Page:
Saturday, January 23, 2010

Paradise Within

We discussed briefly at the end of class that Milton believed in a "paradise within." We speculated that perhaps the fall was not a loss of heaven but rather a change in the method of attainment. When Milton writes "Paradise Regained" he asserts that humans can reach paradise without being allowed back into the Garden of Eden. Ok, so this all seems logical, the discrepancy I have found is in Satan's support of "paradise within" but his inability to find it even as a "heavenly" being. Satan belittles his condemnation to Hell by theorizing that "The mind is its own place, and in it self / Can make a Heav'n of Hell, a Hell of Heav'n" (254-55). This seems to support Milton's belief because Satan thinks that with a positive attitude, he can find heaven in hell. We see Satan struggle for the rest of the poem with his inability to be happy or content; he mellows as he watches Adam and Eve but is overcome with anger shortly thereafter. He consistently laments his hubris and wishes he had never fallen from heaven. His emotional distress implies that he has not found heaven in hell. Does provide evidence against Milton's belief in a "paradise within"? Is this an inherent contradiction in Milton's argument or must we define "heaven" by different standards?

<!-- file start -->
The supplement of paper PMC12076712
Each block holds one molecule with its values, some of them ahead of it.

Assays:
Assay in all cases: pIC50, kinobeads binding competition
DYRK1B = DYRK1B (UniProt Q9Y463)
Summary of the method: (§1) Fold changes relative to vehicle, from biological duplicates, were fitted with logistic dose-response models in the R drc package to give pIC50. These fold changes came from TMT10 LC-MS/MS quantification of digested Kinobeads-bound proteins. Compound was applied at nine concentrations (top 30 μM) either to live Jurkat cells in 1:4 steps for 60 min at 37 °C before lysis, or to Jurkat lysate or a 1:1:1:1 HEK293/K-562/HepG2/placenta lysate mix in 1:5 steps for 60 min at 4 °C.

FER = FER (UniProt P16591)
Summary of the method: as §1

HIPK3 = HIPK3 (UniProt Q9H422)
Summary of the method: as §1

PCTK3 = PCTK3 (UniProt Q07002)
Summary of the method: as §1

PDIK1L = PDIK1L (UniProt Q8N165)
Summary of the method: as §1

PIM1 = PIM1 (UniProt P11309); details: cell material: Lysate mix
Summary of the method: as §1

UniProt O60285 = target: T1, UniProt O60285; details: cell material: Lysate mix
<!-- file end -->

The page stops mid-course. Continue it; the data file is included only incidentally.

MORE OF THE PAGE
No comments:

Post a Comment